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Building a Base for contractor saw

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Forum topic by B4B posted 03-29-2015 06:57 PM 775 views 0 times favorited 7 replies Add to Favorites Watch
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B4B

132 posts in 826 days


03-29-2015 06:57 PM

Topic tags/keywords: table saw base

I’ve seen a lot of nice tablesaw workstations that Ljs have built and showcased, and many of them look really good. What I need to build is a platform/base that is as small as possible so that the saw can be rolled into a small-ish storage area. I figure I can get away with something that’s about 40” long, and 30” deep before it becomes too big for storage.

The legs that came with it, as they are now, are fairly flimsy. They’d be ok if I did not need to move the saw or used something to reinforce the legs (which is also an option). I’ve just been using a dolly to man-handle the saw in and out of storage, and it’s not easy, quick or convenient, so I’m looking to improve that.

So my main question is, how small of a footprint could I get away with that would be safe?

I could for instance build a base that extends down to the floor from the base of the saw, but then the saw would become top-heavy and if I started to cut up 4×8 sheet goods, could tip. I could probably make some sort of extensions for the base to help with this.

I could build a mobile base that is the same size as the saw table top & wings, and that “should” provide the stability and support to keep the whole thing from tipping.

Here are a couple of designs I’ve been kicking around in my head. I have a limited budget, and a few scrap materials to work from.

The one on the left would be a minimalist approach by extending the base of the saw down to the floor (15×19), with some sort of stabilizers on the bottom, the one on the right is more of a workstation design (40×27). I should note that the one on the right does not take into account the height of the casters, but the one on the left does.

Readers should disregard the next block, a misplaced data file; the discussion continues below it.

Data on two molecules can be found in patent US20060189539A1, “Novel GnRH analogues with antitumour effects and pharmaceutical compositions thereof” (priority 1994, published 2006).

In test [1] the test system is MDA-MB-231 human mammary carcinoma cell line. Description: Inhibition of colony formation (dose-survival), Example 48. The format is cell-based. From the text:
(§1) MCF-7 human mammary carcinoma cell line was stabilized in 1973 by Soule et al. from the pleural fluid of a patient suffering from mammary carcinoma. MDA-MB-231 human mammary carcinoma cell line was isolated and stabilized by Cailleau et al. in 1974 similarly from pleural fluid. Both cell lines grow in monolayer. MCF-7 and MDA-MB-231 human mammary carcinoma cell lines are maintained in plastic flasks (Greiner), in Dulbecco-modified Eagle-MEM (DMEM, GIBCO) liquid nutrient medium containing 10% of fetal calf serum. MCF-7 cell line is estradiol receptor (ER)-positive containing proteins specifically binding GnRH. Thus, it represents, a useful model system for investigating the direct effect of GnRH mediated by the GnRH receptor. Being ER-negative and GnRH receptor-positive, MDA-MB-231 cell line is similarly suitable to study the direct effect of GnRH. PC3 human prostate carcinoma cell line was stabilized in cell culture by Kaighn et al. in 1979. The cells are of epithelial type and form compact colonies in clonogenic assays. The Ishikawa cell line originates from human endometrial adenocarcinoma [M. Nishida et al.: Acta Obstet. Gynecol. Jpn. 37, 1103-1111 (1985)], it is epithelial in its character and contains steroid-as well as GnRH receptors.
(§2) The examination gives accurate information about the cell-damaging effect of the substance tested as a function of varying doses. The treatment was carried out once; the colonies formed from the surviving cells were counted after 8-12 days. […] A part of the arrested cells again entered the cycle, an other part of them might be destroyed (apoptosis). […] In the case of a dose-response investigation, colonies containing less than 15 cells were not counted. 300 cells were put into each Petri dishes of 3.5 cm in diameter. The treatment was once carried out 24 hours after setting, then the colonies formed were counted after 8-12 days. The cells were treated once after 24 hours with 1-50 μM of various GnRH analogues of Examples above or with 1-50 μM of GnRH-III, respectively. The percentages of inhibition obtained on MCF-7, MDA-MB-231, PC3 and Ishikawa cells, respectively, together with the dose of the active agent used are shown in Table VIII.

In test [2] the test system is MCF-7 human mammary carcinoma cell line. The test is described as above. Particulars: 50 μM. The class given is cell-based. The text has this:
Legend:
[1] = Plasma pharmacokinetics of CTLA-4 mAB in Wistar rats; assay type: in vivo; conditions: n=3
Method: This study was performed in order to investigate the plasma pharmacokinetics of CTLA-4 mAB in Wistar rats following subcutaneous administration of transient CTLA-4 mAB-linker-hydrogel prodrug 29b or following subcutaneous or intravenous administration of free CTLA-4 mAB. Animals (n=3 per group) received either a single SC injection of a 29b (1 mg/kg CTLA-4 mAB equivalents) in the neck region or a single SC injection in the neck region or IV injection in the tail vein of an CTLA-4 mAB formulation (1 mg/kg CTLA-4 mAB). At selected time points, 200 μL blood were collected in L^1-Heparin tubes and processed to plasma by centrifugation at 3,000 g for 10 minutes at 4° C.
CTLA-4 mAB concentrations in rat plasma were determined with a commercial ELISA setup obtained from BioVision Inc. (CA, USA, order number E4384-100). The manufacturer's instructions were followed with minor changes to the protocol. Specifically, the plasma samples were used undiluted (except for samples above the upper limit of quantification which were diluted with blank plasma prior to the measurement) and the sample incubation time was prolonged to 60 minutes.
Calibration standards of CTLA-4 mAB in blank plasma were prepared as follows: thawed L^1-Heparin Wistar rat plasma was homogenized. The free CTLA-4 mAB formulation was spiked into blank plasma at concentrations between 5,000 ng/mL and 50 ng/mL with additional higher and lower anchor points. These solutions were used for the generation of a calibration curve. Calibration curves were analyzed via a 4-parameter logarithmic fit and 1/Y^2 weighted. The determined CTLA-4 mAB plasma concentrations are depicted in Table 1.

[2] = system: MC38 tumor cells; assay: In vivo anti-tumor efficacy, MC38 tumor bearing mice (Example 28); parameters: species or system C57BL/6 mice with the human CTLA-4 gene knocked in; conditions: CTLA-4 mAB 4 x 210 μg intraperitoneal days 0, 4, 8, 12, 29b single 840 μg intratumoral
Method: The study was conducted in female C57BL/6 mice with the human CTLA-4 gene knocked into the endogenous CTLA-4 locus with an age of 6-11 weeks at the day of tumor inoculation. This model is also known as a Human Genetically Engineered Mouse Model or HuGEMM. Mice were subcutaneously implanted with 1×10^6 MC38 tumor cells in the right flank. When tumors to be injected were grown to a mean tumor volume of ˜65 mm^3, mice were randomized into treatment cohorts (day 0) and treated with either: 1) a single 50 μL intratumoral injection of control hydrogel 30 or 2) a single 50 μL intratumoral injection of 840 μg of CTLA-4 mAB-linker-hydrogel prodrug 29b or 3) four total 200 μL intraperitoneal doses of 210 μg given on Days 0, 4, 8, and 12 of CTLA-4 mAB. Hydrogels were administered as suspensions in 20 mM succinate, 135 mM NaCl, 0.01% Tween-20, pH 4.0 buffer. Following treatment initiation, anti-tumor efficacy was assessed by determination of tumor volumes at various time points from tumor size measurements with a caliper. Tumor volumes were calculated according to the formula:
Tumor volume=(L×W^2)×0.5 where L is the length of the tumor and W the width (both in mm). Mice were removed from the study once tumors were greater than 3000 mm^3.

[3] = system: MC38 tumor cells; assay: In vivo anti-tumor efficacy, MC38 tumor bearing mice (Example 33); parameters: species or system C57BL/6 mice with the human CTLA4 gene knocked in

At some point down the line I’ll also build some outfeed support that could fold down for storage, as well as a router table wing to replace the stamped steel wings that came with the saw. I’ve seen a lot of good ideas for both those projects, but that’s down the line.

Both designs would have storage, basic “dust collection” (given it’s a contractors saw) for my shopvac, and be able to lift onto casters and lower to the floor.

Thoughts? Words of wisdom & lessons learned? I’ve read though a few threads here for similar projects and have a lot of good information to go on.

-- There's two routers in my vocab, one that moves data and one that removes wood, the latter being more relevant on this forum.


7 replies so far

View Rick  Dennington's profile

Rick Dennington

5183 posts in 2662 days


#1 posted 03-29-2015 07:17 PM

It sounds like to me, that you’ve pretty well answered your own question (s). From reading your post, you know what you need to do to improve the saw’s worthiness. You also didn’t mention what kind of saw it is, which really doesn’t matter..If you have looked at other sawstations, and can’t use them, then build your verson.